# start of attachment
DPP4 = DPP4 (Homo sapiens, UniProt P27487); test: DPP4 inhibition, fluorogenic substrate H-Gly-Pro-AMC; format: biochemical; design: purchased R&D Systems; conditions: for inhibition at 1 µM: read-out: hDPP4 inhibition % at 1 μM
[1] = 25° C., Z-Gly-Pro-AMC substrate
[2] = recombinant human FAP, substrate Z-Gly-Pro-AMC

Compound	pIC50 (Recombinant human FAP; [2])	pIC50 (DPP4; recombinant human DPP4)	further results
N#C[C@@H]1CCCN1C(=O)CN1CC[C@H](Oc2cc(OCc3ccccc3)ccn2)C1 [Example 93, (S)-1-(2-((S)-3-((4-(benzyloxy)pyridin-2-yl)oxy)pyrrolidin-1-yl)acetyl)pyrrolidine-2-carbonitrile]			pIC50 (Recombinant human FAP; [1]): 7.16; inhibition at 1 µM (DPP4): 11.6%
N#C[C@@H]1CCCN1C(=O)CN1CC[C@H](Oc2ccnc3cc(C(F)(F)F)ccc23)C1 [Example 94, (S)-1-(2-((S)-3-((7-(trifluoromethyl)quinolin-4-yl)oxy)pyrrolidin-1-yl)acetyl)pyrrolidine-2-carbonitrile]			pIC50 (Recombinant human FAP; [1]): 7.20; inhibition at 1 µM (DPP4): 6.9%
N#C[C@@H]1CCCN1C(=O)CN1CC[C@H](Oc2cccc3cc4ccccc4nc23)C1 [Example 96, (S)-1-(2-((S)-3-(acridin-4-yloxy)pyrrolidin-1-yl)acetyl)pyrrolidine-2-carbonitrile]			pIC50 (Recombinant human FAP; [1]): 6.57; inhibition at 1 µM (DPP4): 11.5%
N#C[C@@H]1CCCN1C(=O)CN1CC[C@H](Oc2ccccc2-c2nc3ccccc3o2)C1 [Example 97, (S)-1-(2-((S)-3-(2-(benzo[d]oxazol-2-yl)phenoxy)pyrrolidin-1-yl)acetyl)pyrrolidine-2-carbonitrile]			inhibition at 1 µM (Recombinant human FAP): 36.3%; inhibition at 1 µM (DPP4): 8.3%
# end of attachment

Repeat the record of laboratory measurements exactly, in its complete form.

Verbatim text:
DPP4 = DPP4 (Homo sapiens, UniProt P27487); test: DPP4 inhibition, fluorogenic substrate H-Gly-Pro-AMC; format: biochemical; design: purchased R&D Systems; conditions: for inhibition at 1 µM: read-out: hDPP4 inhibition % at 1 μM
[1] = 25° C., Z-Gly-Pro-AMC substrate
[2] = recombinant human FAP, substrate Z-Gly-Pro-AMC

Compound	pIC50 (Recombinant human FAP; [2])	pIC50 (DPP4; recombinant human DPP4)	further results
N#C[C@@H]1CCCN1C(=O)CN1CC[C@H](Oc2cc(OCc3ccccc3)ccn2)C1 [Example 93, (S)-1-(2-((S)-3-((4-(benzyloxy)pyridin-2-yl)oxy)pyrrolidin-1-yl)acetyl)pyrrolidine-2-carbonitrile]			pIC50 (Recombinant human FAP; [1]): 7.16; inhibition at 1 µM (DPP4): 11.6%
N#C[C@@H]1CCCN1C(=O)CN1CC[C@H](Oc2ccnc3cc(C(F)(F)F)ccc23)C1 [Example 94, (S)-1-(2-((S)-3-((7-(trifluoromethyl)quinolin-4-yl)oxy)pyrrolidin-1-yl)acetyl)pyrrolidine-2-carbonitrile]			pIC50 (Recombinant human FAP; [1]): 7.20; inhibition at 1 µM (DPP4): 6.9%
N#C[C@@H]1CCCN1C(=O)CN1CC[C@H](Oc2cccc3cc4ccccc4nc23)C1 [Example 96, (S)-1-(2-((S)-3-(acridin-4-yloxy)pyrrolidin-1-yl)acetyl)pyrrolidine-2-carbonitrile]			pIC50 (Recombinant human FAP; [1]): 6.57; inhibition at 1 µM (DPP4): 11.5%
N#C[C@@H]1CCCN1C(=O)CN1CC[C@H](Oc2ccccc2-c2nc3ccccc3o2)C1 [Example 97, (S)-1-(2-((S)-3-(2-(benzo[d]oxazol-2-yl)phenoxy)pyrrolidin-1-yl)acetyl)pyrrolidine-2-carbonitrile]			inhibition at 1 µM (Recombinant human FAP): 36.3%; inhibition at 1 µM (DPP4): 8.3%